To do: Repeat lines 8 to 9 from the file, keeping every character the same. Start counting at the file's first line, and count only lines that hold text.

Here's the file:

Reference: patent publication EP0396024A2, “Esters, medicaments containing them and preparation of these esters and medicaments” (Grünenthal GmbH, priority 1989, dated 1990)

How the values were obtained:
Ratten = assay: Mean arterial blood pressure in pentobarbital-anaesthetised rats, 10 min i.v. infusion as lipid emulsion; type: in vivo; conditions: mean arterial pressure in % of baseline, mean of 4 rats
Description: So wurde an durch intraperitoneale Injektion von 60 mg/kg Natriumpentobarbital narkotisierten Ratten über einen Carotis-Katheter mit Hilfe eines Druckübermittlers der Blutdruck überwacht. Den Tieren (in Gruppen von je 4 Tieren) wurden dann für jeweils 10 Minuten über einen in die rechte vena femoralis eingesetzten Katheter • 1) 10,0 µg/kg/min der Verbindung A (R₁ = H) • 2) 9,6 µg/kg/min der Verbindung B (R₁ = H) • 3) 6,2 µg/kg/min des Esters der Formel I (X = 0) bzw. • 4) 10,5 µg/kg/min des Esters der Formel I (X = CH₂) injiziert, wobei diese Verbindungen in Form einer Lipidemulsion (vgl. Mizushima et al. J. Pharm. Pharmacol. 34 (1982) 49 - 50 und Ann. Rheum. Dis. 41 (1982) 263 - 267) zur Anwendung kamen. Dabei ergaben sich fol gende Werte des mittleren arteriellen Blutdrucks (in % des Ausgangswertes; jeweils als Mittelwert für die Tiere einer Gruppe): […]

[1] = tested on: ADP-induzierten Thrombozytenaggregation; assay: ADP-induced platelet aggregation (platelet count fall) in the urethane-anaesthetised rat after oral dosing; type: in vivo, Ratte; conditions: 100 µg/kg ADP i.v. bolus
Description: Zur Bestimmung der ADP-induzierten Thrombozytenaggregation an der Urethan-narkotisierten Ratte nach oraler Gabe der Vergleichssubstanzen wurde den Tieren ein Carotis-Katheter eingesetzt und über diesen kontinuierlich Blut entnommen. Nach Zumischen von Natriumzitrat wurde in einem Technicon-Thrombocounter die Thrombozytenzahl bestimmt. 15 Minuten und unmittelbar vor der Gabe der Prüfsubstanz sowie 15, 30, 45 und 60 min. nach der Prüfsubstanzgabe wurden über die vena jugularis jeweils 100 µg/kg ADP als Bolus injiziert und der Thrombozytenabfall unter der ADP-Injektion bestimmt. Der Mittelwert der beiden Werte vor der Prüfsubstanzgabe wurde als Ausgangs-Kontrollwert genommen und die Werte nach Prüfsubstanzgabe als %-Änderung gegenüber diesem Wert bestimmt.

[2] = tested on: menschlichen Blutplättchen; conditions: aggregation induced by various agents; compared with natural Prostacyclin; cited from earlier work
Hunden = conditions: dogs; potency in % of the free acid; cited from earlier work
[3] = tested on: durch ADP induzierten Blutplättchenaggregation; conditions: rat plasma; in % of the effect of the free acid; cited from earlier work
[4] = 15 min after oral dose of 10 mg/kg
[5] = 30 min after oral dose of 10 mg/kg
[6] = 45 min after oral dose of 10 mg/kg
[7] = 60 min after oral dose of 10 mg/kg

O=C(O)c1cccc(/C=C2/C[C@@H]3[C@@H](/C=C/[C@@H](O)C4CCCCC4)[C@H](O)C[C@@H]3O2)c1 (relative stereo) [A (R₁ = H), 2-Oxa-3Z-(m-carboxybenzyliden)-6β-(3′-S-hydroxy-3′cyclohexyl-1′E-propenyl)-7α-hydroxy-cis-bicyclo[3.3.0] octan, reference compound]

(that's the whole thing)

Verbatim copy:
Hunden = conditions: dogs; potency in % of the free acid; cited from earlier work
[3] = tested on: durch ADP induzierten Blutplättchenaggregation; conditions: rat plasma; in % of the effect of the free acid; cited from earlier work